(TRENTO-GHEDI, pp. 72-73)
On the morning of 6 May Regimental Headquarters moved into San Christoforo, which also was the German headquarters. It was a strange sight, indeed, to see our infantrymen moving about the area with their weapons while German soldiers carried rifles and zipper pistols and wore swastika decorations. For a few days arrogant German officers rode by in convertibles and returned Hitler salutes. But this situation did not last long, for soon all arms were taken from the Germans and they were moved to concentration areas further south.
The 351st Infantry was given a large area to occupy, police, and govern two thousand eight hundred and forty-five square miles of terrain. First Battalion moved to LEVICO and the surrounding countryside, Second Battalion established itself near TRENTO, while Third Battalion occupied RIVA, on the northern tip of LAKE GARDA. For several weeks the regiment remained thus dispersed, with companies and even platoons separated by many miles from their higher headquarters. Command posts were established in towns and most Company Commanders assumed a quasi-political role as mayor of the town, judge, alderman, and advisor, as welt as commander of their own units. As the weeks passed, the regiment evacuated over fifty thousand prisoners of war, brought the civilian economy back to normal, and enjoyed the beauty of the mountains and lakes in the Dolomite Alps. Most Gl's collected more pistols and rifles than they could carry, and some came to know the local girls pretty well. In spite of guard details and motorized patrols, this period came as close to a regimental holiday as any period in the 351st Infantry's history.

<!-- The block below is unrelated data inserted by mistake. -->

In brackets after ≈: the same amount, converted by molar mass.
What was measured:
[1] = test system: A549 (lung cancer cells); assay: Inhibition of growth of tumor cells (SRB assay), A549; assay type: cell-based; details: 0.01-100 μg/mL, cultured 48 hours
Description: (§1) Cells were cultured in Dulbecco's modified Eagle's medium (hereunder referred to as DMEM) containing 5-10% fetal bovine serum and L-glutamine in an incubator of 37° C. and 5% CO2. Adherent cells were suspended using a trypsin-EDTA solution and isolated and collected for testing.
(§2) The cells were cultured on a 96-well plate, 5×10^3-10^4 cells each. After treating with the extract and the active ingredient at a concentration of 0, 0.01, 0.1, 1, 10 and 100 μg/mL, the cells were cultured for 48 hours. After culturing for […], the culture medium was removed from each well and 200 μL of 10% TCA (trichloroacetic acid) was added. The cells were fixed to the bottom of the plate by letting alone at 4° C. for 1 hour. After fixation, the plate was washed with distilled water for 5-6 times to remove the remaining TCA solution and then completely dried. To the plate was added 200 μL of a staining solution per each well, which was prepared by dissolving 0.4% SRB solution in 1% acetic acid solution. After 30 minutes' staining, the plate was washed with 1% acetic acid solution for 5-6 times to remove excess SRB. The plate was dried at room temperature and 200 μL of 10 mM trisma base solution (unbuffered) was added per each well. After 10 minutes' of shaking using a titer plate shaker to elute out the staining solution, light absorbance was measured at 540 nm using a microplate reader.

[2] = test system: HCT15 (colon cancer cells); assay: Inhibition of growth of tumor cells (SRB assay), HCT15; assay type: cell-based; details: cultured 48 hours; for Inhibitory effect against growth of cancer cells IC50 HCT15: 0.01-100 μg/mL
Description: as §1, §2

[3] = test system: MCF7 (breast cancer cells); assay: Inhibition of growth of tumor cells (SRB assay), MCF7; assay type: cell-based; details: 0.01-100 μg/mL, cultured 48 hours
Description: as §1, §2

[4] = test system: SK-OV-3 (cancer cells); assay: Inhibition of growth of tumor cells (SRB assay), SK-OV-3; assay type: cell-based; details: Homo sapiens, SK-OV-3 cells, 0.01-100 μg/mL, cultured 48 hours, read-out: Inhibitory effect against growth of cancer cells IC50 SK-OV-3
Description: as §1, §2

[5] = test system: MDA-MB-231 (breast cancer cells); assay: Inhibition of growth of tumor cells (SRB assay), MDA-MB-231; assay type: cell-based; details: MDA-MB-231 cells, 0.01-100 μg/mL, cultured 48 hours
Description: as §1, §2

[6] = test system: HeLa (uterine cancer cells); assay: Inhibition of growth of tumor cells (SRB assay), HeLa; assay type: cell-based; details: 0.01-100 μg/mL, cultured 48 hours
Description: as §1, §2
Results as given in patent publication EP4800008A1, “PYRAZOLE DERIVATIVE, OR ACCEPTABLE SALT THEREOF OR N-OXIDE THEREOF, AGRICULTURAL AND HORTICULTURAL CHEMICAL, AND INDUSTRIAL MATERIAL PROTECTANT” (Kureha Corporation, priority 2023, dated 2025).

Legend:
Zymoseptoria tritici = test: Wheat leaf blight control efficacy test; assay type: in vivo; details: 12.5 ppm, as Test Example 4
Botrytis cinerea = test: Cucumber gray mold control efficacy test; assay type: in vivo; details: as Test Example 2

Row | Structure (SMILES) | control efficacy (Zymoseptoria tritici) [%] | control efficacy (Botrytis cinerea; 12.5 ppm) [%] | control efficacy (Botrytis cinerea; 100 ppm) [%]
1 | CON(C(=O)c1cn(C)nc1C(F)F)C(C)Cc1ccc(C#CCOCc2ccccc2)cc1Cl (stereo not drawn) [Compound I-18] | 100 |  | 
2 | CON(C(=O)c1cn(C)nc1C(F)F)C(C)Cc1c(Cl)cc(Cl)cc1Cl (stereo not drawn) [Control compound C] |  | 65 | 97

Early June 1945 found the regiment concentrated in bivouac areas near SALO, where for one week the men enjoyed swimming in LAKE GARDA and passes to BRESCIA. On 12 June the 351st moved by truck to the airfield near GHEDI to assume the mission of guarding the sixty-five thousand German prisoners concentrated there. By this time the re-deployment program of the War Department began to affect the personnel of the regiment. Men worked over their "points" for discharge or reassignment and sweated out shipments home or transfer to other units. New faces appeared in the ranks as veterans of other good outfits came to us under the re-deployment program-but these new-comers, also, soon reflected the pride of a Soldier in the 351st Infantry Regiment.
In concluding this sketch of the Fighting 351st Infantry from July 1942 until July 1945, it can be stated that no one within the regiment knows for sure what the future of our unit will be. But whatever job is assigned for us to accomplish, the men and officers of the Spearhead Regiment will stand "always ready" to carry on for our Government and our beloved United States of America.
From: 351st Infantry Regimental Information and Education Office (1945). History of the 351st Regiment, World War II.